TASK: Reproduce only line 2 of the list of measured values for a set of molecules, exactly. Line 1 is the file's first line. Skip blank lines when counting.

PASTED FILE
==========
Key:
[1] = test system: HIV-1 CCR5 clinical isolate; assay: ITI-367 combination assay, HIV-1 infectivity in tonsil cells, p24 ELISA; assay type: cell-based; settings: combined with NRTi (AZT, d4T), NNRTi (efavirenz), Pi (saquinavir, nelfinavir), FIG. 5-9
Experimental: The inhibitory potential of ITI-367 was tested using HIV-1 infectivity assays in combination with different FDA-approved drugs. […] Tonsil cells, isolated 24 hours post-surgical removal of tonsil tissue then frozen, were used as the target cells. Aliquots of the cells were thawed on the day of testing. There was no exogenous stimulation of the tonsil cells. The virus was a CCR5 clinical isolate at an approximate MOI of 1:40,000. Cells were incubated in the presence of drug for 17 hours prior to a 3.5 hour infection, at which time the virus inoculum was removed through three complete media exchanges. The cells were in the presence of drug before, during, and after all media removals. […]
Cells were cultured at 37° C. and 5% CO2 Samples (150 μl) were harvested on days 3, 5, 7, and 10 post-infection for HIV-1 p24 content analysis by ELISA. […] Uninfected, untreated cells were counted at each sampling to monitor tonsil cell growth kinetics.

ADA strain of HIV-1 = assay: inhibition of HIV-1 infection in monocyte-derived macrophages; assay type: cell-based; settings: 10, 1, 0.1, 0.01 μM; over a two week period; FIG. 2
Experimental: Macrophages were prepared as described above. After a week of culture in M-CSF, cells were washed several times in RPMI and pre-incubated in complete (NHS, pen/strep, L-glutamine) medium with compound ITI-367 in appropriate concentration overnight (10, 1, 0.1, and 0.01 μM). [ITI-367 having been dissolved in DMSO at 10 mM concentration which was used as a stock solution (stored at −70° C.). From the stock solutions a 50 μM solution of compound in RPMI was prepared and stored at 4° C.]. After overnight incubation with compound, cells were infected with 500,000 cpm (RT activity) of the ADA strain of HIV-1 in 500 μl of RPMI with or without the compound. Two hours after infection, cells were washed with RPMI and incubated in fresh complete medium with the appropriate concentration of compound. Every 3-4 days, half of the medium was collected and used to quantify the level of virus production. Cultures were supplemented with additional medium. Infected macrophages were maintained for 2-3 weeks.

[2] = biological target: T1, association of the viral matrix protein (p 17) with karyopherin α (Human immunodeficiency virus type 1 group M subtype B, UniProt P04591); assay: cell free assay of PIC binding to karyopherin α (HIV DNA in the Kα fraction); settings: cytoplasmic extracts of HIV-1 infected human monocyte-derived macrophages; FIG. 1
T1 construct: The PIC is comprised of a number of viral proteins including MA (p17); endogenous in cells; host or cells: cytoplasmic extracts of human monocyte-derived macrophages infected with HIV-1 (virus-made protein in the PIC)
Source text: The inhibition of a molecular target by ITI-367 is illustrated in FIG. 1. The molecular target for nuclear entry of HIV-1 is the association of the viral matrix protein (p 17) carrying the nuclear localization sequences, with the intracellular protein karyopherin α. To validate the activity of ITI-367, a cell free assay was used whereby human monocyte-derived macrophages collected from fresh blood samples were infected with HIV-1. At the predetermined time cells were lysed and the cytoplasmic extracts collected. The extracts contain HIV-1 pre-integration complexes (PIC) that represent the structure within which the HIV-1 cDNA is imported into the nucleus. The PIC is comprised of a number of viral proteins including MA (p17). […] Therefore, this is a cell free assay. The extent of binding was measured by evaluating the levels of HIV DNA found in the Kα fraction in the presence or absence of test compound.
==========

[1] = test system: HIV-1 CCR5 clinical isolate; assay: ITI-367 combination assay, HIV-1 infectivity in tonsil cells, p24 ELISA; assay type: cell-based; settings: combined with NRTi (AZT, d4T), NNRTi (efavirenz), Pi (saquinavir, nelfinavir), FIG. 5-9